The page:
Daniel V. Esposito and many of his colleagues at the US National Institute of Standards and Technology have scrimped and saved on the microscopic photoelectric challenge of producing hydrogen.
Instead of simple electron flow, they have managed to convert light into energy that can be used when the Sun sets. Hydrogen can be used for large scale energy storage and transport. Using a PEC or photo-electro-chemical cell, the photons of light are used to split water into its constituent gases at 12.5% efficiency.
Professor Esposito reckons, "it's been estimated that such a cell would be extremely expensive--thousands of dollars per square meter - and they also had issues with stability." He, on the other hand, has avoided rapid corrosion of the semiconductors and gone for more stability, economy and therefore more efficiency in the system.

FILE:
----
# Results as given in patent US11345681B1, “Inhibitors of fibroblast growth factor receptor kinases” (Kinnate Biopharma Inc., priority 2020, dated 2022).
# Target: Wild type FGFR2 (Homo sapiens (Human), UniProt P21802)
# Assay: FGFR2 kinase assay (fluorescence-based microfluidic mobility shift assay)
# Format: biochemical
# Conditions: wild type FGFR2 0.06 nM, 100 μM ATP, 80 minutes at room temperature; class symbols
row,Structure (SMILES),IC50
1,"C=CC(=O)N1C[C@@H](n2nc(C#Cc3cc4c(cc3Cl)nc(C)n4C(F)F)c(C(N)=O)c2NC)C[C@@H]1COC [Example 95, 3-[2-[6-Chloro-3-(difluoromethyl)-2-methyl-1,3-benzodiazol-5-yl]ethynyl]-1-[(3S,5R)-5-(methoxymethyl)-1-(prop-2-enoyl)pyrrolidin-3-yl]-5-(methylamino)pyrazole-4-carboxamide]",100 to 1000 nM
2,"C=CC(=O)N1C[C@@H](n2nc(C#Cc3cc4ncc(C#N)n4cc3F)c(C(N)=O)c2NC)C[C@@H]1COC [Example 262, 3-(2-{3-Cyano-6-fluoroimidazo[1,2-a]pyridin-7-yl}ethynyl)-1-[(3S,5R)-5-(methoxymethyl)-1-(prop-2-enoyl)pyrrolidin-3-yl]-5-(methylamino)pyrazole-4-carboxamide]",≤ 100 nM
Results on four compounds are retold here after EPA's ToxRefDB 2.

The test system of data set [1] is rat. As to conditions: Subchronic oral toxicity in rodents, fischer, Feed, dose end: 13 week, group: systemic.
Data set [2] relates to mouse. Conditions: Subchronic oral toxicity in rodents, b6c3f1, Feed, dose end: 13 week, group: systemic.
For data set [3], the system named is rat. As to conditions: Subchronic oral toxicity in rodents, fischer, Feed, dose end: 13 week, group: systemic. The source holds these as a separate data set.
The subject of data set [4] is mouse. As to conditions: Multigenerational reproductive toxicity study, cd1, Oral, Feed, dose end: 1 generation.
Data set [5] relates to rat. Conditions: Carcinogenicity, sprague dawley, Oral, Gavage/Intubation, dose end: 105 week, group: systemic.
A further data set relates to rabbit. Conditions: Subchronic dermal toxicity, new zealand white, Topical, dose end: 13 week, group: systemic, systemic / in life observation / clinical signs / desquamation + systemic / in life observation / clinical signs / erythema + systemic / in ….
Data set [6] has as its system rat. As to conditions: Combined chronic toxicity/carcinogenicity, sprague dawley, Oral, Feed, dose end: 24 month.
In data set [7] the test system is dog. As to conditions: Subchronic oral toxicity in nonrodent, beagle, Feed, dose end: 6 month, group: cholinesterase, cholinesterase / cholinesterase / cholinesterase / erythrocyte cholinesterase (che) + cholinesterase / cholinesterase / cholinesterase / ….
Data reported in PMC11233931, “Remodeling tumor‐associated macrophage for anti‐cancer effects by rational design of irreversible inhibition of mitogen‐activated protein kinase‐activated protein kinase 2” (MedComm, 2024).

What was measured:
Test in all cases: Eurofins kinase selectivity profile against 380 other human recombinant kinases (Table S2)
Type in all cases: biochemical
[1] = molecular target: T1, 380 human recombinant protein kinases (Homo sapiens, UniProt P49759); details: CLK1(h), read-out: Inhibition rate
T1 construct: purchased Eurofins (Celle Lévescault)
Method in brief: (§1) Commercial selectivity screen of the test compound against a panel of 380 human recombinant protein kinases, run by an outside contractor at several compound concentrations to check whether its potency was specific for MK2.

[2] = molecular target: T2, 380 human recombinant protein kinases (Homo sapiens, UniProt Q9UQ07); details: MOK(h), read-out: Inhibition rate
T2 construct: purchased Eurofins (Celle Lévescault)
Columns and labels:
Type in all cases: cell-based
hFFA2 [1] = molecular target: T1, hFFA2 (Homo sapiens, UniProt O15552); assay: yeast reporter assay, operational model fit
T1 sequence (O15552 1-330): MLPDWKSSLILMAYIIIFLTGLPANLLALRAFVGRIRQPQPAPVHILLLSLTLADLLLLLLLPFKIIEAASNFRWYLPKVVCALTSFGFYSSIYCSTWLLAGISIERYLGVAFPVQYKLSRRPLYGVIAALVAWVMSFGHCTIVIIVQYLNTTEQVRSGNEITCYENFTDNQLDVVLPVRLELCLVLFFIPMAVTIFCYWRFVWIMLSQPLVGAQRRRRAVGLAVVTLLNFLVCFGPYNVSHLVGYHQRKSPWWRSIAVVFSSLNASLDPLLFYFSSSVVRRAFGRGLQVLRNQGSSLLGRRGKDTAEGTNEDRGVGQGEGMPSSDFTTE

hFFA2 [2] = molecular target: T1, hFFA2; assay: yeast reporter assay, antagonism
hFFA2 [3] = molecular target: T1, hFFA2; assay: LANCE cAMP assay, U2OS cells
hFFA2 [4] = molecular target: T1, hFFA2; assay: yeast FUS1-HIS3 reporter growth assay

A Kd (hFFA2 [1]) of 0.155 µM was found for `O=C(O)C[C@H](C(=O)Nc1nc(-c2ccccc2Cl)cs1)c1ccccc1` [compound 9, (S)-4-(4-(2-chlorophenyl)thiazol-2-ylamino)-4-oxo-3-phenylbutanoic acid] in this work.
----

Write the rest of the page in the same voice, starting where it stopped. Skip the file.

Based on silicon, an MIS or metal-insulator semiconductor is used with a thin, uniform layer of insulating silicon dioxide to collect the photons. The metal is still expensive, with titanium covered with platinum in tiny arrays on top of the insulator. The platinum should last for a long time, as it catalyses the hydrogen production.
The rate of production of molecular hydrogen, H2, was measured across the microscopic array as electrons travelled through the silicon dioxide insulator. This spillover of electrons enhanced the production way beyond any similar "cheap" cell. This taught the NIST team that the 2.9% efficiency was remarkably stable, despite its low level when compared with expensive cells. Highly efficient and cheap water-splitting could be just around the corner, using the techniques invented in this new cell.
The paper can be viewed in the journal, Nature Materials.